With two days to local elections and four days to the anniversary of an unloved event, anti-politics is everywhere. The surprise from-behind victory of George Galloway in Bradford west and UKIP’s sudden surge in the polls are both symptomatic of a rise in anti-politics. The local election result are likely to result in the expected drubbing for the governing parties but also a boost for anti-politics candidates and well placed sources have detailed Labour’s panic at the thought of by-elections later this year, in particular in Birmingham Snow Hill which they fear could be lost to another Respect insurgency.

Anti-politics is becoming a feature of UK politics – Matthew Flinders of the University of Sheffield has identified a complex tendency among the public to dislike all political parties and politicians. To an extent voters should be healthily sceptical of politics and for many years those who have cared about the environment have voted Green, those who have cared about the national identity of regions have voted SNP or Plaid Cymru and those who have cared about immigration and race have voted BNP. Both UKIP and Respect make a different appeal to voters in that they deliberately stoke and then feed off the anger of anti-politics.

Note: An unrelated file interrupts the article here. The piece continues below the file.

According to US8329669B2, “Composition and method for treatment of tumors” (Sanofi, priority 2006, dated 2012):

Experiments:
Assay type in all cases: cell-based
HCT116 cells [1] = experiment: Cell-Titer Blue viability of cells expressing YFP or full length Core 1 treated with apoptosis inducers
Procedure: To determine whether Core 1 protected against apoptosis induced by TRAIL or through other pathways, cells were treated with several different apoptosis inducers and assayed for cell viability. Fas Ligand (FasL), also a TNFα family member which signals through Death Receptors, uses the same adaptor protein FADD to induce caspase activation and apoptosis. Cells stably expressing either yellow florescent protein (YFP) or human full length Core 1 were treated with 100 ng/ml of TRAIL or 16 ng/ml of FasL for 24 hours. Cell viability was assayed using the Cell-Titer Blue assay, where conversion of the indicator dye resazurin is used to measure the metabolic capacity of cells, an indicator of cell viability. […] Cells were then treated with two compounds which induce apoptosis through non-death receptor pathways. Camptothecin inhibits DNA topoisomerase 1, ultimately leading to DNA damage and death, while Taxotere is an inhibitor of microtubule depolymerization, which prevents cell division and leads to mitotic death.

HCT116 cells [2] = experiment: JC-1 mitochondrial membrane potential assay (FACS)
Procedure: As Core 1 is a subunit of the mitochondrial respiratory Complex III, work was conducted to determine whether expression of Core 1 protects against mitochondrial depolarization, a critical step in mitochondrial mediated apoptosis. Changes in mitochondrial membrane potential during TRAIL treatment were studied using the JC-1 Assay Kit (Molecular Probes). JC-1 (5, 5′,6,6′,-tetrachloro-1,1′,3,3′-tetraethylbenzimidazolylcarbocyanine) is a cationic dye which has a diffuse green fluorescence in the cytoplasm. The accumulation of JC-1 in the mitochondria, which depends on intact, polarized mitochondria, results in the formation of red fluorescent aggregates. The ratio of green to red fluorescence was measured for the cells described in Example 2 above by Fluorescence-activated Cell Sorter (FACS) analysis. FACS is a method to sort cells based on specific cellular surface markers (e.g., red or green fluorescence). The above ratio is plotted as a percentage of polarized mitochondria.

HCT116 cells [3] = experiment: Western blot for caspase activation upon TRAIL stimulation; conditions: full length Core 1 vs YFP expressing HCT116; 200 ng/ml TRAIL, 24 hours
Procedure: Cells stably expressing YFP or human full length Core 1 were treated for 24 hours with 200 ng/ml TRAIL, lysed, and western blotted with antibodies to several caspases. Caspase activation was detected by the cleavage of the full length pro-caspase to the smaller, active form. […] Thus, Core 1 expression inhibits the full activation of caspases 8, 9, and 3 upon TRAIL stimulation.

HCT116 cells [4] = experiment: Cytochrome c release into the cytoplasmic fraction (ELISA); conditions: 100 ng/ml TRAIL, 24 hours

The ascent of UKIP in the late 1990’s was triggered by rage at the Maastricht generation of Tories and their 2010 election slogan “sod the rest – vote UKIP”, whilst a little to naked for many voters taste’s, basically described their electoral strategy for the previous decade. On the Left, the Iraq war provided the catalyst for the Respect Party to absorb those alienated by New Labour. To be clear, UKIP and Respect are single issue parties but the issues that both parties run on, Euroscepticism and anti-imperialism< are defined by the inability of the mainstream Left and Right blocs in British politics to fully absorb these issues. Both parties also mercilessly attack government as the great diluter of principles to create a betrayal narrative out of every decision that governments make, whether they be foolhardy (invading Iraq) or pragmatic (not pulling out of the EU).  This can poison political debates during local and city elections as the supposed betrayal of the former supporters of Labour and the Tories drowns out other concerns and scrutiny of local issues. Previously the Lib Dems benefited from this but after entry into government they are no longer able to take advantage of this phenomenon. A key part of the upsurge in both UKIP’s and Respect’s support in the last year is that they, like many other anti-politics parties across Europe, offer a rhetorically appealing account of how to fix the economic woes currently facing western economies. As appealing as these messages may be many of them are ultimately unworkable, socially divisive or both, but the fury many voters feel as living standards fall generates a lucrative gig for the Nigel Farages and George Galloways of this world.